To wipe down your strings, simply run a towel or wash cloth over them after you finish your practice session. This simple hack will give you a healthier fretboard and longer lasting guitar strings.

5. Consider Coated Guitar Strings

If you’ve read my posts for a while, you know that I’m a BIG advocate of acoustic coated guitar strings. Coated electric guitar strings are equally awesome. But if you haven’t used coated strings on guitar before, you’re probably wondering…What are coated guitar strings?

Coated guitar strings are strings that have been treated with a thin layer of polymer. This polymer coating helps your guitar strings last longer. Acoustic coated guitar strings are particularly good for preventing corrosion, as acoustic string material like phosphor bronze tends to corrode rather quickly. With the polymer coating used on coated strings however, you can now find some coated phosphor bronze strings that last for months.

Typically coated strings will come with a higher price tag – but in my opinion it’s well worth it for the extra string life and convenience. If you’re curious, I’m particularly partial to the Elixir Nanowebs for my own acoustic guitars.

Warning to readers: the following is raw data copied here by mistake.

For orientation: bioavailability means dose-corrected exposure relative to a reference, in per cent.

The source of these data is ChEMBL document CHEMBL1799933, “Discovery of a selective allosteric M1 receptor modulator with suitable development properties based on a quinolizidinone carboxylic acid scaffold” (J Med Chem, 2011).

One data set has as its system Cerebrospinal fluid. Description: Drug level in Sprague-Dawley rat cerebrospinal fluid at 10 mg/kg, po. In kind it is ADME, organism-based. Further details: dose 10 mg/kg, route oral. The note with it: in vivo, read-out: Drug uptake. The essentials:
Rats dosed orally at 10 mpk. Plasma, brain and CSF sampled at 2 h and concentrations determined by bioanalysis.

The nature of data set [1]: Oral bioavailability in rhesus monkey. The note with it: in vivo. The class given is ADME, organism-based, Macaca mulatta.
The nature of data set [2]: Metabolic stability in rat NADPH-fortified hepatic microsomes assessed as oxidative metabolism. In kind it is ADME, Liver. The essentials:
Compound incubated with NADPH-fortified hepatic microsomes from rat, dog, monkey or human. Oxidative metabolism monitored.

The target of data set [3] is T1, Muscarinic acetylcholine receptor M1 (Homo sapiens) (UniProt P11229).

If you want to learn more about the pros and cons of coated strings, check out my recent post Are Coated Guitar Strings Worth It?


If you’re sick and tired of changing your guitar strings every week or two, then try these five tips for making you guitar strings last longer:

  1. Clean Your Guitar Fretboard Regularly
  2. Keep Your Guitar In Its Case
  3. Wash Your Hands Before Playing
  4. Wipe Down Your Strings After Playing
  5. Consider Coated Guitar Strings

If you incorporate those hacks you’ll be able to go much longer between each string change, and have a much more enjoyable guitar playing experience. Thanks for reading, and here’s to longer lasting guitar strings!

Ready to Get Better at Guitar, Faster?

Whenever you’re ready to take your guitar playing to the next level, check out a few of my favorite resources below:

The Best Acoustic Guitar Strings – A unique polymer coating makes these guitar strings last for months or even years at a time, making for an exceptional value. They provide the perfect mix of boom, range, twang, and brightness that acoustic music is known for. — CLICK HERE TO LEARN MORE

The Best Acoustic Guitar – Beloved by everyone from Paul Simon to Gordon Lightfoot, the Martin D-18 is one of Martin’s most legendary guitars ever… It’s an excellent, premier quality acoustic guitar for bluegrass, country, folk, rock and more. This is also what I play myself — CLICK HERE TO LEARN MORE

Chords, Tabs & Video Lessons for 100 Epic Songs – This free guide that I created for fellow guitarists gives you chords, tabs, and video lessons for the 100 best songs to learn on guitar… I spent many hours putting this guide together to help you get better at guitar, faster. — CLICK HERE TO GET IT FREE

Fingerpicking vs Flatpicking Guitar – Learn which picking style is right for YOU by exploring examples, history, and popular players of each style. Discover essential techniques and pros and cons of each approach. — CLICK HERE TO GET IT FREE

Corbin Buff

Corbin has played guitar for over a decade, and started writing about it on Acoustic World in an effort to help others. He lives and writes in western Montana.